In the fall of 1980, the remote, rural Gold Rush town of Oakhurst, California, became home to Sierra On-Line, a computer game manufacturer that emerged as one of the most successful and iconic game companies of the 1980s and 1990s. Forty years later, Sierra On-Line is long gone from Oakhurst, but its operational and labor infrastructure remain strangely present—a civic palimpsest composed of repurposed buildings, regional archives, local memorials, and the fraying memories of its citizens. This article explores the undocumented dimensions of the computer game industry's supply chain during the final decades of the twentieth century, focusing on the emotional labor and maintenance work involved in sales, customer service, and technical support. Unfolding in three scenes—each pinned to a financial crash, each oriented to the experience of a different female employee—the article traces the material and affective networks that made gaming possible and computers thinkable as machines of everyday life in the late twentieth-century United States.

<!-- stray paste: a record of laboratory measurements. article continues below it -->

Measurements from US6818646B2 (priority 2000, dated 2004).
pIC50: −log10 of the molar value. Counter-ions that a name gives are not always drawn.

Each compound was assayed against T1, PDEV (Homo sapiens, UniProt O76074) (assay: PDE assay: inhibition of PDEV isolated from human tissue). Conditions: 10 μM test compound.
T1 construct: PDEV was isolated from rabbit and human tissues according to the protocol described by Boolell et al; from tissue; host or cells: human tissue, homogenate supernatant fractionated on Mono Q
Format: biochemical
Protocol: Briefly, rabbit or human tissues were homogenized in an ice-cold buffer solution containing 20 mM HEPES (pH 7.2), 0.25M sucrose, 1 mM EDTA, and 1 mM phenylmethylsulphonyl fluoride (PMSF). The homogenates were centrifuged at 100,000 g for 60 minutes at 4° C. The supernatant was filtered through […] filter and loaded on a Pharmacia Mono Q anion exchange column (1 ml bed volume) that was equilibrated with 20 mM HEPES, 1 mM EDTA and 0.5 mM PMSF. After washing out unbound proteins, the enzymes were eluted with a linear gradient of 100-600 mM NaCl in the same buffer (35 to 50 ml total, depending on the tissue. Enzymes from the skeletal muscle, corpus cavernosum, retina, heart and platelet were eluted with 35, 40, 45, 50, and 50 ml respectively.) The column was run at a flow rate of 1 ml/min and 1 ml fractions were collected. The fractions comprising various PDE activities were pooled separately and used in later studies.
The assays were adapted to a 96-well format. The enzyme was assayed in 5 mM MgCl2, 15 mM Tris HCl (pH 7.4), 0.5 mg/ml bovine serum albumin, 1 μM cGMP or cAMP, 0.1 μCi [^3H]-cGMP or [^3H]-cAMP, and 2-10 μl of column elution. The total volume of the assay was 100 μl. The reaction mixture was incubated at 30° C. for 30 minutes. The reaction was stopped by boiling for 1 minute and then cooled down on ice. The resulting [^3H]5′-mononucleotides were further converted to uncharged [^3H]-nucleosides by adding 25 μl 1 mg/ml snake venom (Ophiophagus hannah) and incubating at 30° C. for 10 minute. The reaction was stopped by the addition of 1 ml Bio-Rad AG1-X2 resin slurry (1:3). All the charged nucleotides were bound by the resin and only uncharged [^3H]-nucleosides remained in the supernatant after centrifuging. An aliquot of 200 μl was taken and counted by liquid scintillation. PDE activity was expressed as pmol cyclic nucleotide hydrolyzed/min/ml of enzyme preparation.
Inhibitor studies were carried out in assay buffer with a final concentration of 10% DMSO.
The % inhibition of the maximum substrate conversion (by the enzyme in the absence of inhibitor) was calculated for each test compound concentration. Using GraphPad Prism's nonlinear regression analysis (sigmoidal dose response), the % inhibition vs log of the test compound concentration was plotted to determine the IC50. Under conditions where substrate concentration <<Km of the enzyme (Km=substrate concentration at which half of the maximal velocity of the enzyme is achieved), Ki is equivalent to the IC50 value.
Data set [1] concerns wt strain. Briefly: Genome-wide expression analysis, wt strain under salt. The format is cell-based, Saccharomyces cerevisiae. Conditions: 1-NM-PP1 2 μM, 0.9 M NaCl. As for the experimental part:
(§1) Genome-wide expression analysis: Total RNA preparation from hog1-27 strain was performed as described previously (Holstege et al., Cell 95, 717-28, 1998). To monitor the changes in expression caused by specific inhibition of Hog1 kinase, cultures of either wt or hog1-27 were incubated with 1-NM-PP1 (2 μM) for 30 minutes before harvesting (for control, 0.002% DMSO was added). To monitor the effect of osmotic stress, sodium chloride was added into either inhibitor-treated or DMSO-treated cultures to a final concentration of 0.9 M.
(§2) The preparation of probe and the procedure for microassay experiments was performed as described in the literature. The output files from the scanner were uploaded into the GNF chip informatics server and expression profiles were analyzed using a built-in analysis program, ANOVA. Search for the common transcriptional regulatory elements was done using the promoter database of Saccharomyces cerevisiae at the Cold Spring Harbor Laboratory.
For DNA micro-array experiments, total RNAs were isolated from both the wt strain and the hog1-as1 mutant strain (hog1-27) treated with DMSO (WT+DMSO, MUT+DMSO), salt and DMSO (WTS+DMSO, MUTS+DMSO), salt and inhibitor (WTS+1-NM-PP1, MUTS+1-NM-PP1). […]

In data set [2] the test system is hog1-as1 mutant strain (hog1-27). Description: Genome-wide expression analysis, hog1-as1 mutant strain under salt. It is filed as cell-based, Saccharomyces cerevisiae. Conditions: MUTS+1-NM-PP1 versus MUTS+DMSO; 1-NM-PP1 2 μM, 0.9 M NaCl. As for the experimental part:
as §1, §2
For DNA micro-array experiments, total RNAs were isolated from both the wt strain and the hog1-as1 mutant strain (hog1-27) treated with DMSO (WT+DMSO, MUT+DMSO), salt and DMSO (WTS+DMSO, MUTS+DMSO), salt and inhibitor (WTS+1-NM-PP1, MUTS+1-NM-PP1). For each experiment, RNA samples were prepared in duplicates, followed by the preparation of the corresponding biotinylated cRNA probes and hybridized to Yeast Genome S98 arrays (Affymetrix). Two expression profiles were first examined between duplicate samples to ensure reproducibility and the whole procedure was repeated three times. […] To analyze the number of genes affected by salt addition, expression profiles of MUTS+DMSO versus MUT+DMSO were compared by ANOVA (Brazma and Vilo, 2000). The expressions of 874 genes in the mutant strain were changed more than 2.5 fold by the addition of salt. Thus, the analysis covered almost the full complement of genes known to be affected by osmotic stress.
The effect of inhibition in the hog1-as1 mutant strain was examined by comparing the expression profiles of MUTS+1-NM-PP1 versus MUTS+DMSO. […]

The Uncredited: Work, Women, and the Making of the U.S. Computer Game Industry
Laine Nooney is a computer and video game historian and an assistant professor of media and information industries in the Department of Media, Culture, and Communication at New York University. Her research has been published in The Atlantic, Game Studies, American Journal of Play, and Digital Creativity. She is a founding editor of ROMchip: A Journal of Game Histories and organizes the leading annual conference for historians of computing as part of her work with the Special Interest Group for Computing, Information, and Society (SIGCIS).
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Laine Nooney; The Uncredited: Work, Women, and the Making of the U.S. Computer Game Industry. Feminist Media Histories 1 January 2020; 6 (1): 119–146. doi: https://doi.org/10.1525/fmh.2020.6.1.119
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